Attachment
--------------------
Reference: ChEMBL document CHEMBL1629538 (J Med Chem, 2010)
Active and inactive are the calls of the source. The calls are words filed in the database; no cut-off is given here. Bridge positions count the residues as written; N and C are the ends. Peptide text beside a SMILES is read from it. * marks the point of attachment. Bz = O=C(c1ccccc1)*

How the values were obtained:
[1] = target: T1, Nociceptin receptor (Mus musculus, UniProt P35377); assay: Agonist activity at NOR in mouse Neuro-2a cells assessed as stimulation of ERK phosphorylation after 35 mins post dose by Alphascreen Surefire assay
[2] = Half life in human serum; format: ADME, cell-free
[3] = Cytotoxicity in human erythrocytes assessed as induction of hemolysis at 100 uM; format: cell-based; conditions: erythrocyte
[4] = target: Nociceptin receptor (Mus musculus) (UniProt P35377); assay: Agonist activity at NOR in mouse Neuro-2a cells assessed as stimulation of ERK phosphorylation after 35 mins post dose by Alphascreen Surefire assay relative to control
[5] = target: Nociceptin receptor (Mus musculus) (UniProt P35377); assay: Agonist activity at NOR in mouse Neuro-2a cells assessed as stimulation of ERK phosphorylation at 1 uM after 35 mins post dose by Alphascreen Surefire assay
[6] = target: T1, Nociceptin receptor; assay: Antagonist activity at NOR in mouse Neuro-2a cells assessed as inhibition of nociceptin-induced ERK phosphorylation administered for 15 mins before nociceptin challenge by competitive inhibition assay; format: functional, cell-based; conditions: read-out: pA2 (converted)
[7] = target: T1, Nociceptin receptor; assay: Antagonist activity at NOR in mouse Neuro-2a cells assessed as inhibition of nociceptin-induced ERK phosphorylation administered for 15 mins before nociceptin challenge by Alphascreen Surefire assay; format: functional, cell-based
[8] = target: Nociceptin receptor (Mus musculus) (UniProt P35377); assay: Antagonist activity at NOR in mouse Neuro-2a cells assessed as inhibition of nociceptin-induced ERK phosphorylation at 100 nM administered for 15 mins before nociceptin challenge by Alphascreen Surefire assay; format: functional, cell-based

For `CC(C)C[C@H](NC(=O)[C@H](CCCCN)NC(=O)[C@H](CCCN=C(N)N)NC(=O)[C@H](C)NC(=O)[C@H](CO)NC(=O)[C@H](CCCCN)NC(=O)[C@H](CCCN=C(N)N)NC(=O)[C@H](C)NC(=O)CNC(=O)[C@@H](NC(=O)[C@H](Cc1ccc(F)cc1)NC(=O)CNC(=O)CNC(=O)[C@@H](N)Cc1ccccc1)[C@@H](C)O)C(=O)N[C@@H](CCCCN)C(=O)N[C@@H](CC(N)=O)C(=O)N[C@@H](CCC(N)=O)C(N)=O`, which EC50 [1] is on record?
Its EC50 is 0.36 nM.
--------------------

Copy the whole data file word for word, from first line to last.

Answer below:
Reference: ChEMBL document CHEMBL1629538 (J Med Chem, 2010)
Active and inactive are the calls of the source. The calls are words filed in the database; no cut-off is given here. Bridge positions count the residues as written; N and C are the ends. Peptide text beside a SMILES is read from it. * marks the point of attachment. Bz = O=C(c1ccccc1)*

How the values were obtained:
[1] = target: T1, Nociceptin receptor (Mus musculus, UniProt P35377); assay: Agonist activity at NOR in mouse Neuro-2a cells assessed as stimulation of ERK phosphorylation after 35 mins post dose by Alphascreen Surefire assay
[2] = Half life in human serum; format: ADME, cell-free
[3] = Cytotoxicity in human erythrocytes assessed as induction of hemolysis at 100 uM; format: cell-based; conditions: erythrocyte
[4] = target: Nociceptin receptor (Mus musculus) (UniProt P35377); assay: Agonist activity at NOR in mouse Neuro-2a cells assessed as stimulation of ERK phosphorylation after 35 mins post dose by Alphascreen Surefire assay relative to control
[5] = target: Nociceptin receptor (Mus musculus) (UniProt P35377); assay: Agonist activity at NOR in mouse Neuro-2a cells assessed as stimulation of ERK phosphorylation at 1 uM after 35 mins post dose by Alphascreen Surefire assay
[6] = target: T1, Nociceptin receptor; assay: Antagonist activity at NOR in mouse Neuro-2a cells assessed as inhibition of nociceptin-induced ERK phosphorylation administered for 15 mins before nociceptin challenge by competitive inhibition assay; format: functional, cell-based; conditions: read-out: pA2 (converted)
[7] = target: T1, Nociceptin receptor; assay: Antagonist activity at NOR in mouse Neuro-2a cells assessed as inhibition of nociceptin-induced ERK phosphorylation administered for 15 mins before nociceptin challenge by Alphascreen Surefire assay; format: functional, cell-based
[8] = target: Nociceptin receptor (Mus musculus) (UniProt P35377); assay: Antagonist activity at NOR in mouse Neuro-2a cells assessed as inhibition of nociceptin-induced ERK phosphorylation at 100 nM administered for 15 mins before nociceptin challenge by Alphascreen Surefire assay; format: functional, cell-based

For `CC(C)C[C@H](NC(=O)[C@H](CCCCN)NC(=O)[C@H](CCCN=C(N)N)NC(=O)[C@H](C)NC(=O)[C@H](CO)NC(=O)[C@H](CCCCN)NC(=O)[C@H](CCCN=C(N)N)NC(=O)[C@H](C)NC(=O)CNC(=O)[C@@H](NC(=O)[C@H](Cc1ccc(F)cc1)NC(=O)CNC(=O)CNC(=O)[C@@H](N)Cc1ccccc1)[C@@H](C)O)C(=O)N[C@@H](CCCCN)C(=O)N[C@@H](CC(N)=O)C(=O)N[C@@H](CCC(N)=O)C(N)=O`, which EC50 [1] is on record?
Its EC50 is 0.36 nM.